Consideration of circadian rhythm in neurophysiology

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Consideration of circadian rhythm in neurophysiology


By Andrea Meredith, University of Maryland School of Medicine

Some scientists are early birds, some are night owls. Does this affect the results you obtain?  Here are some considerations for time-of-day and the underlying circadian process in neurophysiological investigations.  

1. The clock mechanism

Your internal time keeper, the body’s biological clock, is located in the hypothalamus of the brain. Neurons of the suprachiasmatic nucleus (SCN) organise the daily timing of the body’s physiology and behavioural states, phase-locked to the solar day-night cycle. These SCN clock neurons undergo periodic changes in intracellular state, produced by an evolutionary conserved molecular pathway regulated by ‘clock genes'. First revealed in Drosophila, this discovery was recognised by the 2017 Nobel Prize for Physiology or Medicine, awarded to Jeffrey Hall, Michael Rosbash and Michael Young. This central clock regulates diurnal rhythms for everything from sleep and arousal to locomotor activity, hormone secretion, body temperature, metabolism and cardiovascular function.

2. Consider entrainment

Most laboratory animals are housed on a 12 hour light:12 hour dark cycle, entraining the circadian rhythm to a 24-hour cycle. Nocturnal mice and rats are the preclinical model of choice for most neurophysiology research. Yet for convenience, most experimentation is performed during the day, the normal resting period for nocturnal rodents. How closely these rodent ‘resting’ brain states relate to diurnal human brain states has not been well-studied, but may have important implications for relating findings in animal models to human neurophysiology. Could this contribute to the failure of some animal models as predictive platforms in preclinical research? Given that the timing of at least 50 physiological parameters in mice show distinct circadian periodicity, it may be important to consider which systems are ‘tuned up’ or ‘tuned down’ at different times of day in a translationally-relevant manner.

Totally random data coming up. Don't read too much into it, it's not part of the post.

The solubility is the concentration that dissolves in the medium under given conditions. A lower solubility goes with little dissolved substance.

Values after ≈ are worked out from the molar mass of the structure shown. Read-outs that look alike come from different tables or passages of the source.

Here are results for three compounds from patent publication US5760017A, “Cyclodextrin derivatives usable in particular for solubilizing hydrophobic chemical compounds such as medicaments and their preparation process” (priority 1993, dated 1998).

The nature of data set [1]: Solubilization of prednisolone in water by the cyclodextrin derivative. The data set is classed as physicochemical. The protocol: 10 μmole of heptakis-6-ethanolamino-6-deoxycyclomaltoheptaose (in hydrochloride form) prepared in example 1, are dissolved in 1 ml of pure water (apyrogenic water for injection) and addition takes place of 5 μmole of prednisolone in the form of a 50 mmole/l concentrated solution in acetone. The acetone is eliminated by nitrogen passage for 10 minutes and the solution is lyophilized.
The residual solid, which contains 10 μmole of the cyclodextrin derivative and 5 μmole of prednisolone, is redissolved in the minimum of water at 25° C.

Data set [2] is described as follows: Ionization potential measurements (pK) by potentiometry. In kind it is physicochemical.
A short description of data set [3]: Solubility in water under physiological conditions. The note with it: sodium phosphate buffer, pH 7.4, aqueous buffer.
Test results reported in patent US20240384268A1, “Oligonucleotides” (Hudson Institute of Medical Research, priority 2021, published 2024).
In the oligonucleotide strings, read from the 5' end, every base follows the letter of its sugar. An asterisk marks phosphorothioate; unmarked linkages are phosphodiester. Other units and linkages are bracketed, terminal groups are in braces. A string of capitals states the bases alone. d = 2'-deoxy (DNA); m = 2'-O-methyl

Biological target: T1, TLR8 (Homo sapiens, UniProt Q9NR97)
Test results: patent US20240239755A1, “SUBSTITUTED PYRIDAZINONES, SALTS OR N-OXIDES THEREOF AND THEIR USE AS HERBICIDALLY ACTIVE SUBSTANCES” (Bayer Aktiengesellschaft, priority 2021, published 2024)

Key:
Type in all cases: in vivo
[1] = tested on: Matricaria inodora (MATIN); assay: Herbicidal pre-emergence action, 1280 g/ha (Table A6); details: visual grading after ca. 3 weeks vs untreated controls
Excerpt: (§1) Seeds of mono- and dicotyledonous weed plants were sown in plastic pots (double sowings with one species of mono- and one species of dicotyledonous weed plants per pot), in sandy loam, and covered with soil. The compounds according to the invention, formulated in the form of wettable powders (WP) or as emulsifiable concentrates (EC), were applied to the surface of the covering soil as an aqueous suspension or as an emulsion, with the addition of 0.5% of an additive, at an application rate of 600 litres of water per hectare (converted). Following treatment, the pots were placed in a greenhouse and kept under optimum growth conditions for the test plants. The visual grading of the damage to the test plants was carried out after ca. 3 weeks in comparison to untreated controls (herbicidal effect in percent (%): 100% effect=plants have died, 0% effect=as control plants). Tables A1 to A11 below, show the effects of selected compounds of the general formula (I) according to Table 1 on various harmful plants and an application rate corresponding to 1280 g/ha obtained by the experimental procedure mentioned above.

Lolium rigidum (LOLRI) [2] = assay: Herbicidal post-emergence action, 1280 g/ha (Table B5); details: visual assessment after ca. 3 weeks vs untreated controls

3. Environmental stimuli influence circadian phase

Did your colleague leave the light on in the animal facility when they checked their mice?  Worse yet, did they check the mice after the lights went off, exposing the animals to light during the dark phase?  Light is the most potent entraining cue (zeitgeber) for the circadian clock.  Even short pulses of light can entrain the phase of the SCN clock, influencing brain regions and peripheral tissues.  Other environmental cues that can influence rhythmicity include the availability of food, temperature, exercise and stress, which may vary in typical animal facilities.  

4. Firing round the clock

Circadian regulation of physiology is based on daily changes in cellular excitability and signalling. The best example is in the SCN itself, where circadian differences in membrane excitability shape the daily oscillation in spontaneous action potential activity. These neurons signal time to the rest of the brain, including the all-important Hypothalamic-Pituitary-Adrenal (HPA) axis. More recently, clock genes have been shown to regulate rhythms in long-term potentiation, receptor trafficking, synaptic physiology and neuronal activity in other brain regions. The function of the circadian clock has been implicated in several neurological disorders, such as mood disorders, drug and alcohol addiction, stress and anxiety, eating disorders, schizophrenia and neurocognitive dysfunction.

5. Reproducibility

Why does the work-all-night graduate student’s data differ from the at-it-early postdoc’s?  Neglect for consideration of the circadian regulation neurophysiological processes research can be a contributor to poor experimental reproducibility and rigor. Just like you would standardise your studies by sex, strain, and age, don’t forget time-of-day.

References

Bittman et al.  Animal Care Practices in Experiments on Biological Rhythms and Sleep.  Journal of the American Association for Laboratory Animal Science.  Vol 52, No 4 July 2013 Pages 437–443

Colwell.  Circadian Medicine.  Wiley Blackwell 2015.

Matveyenko.  Consideration for Circadian Physiology in Rodent Research. PHYSIOLOGY 33: 250–251, 2018.

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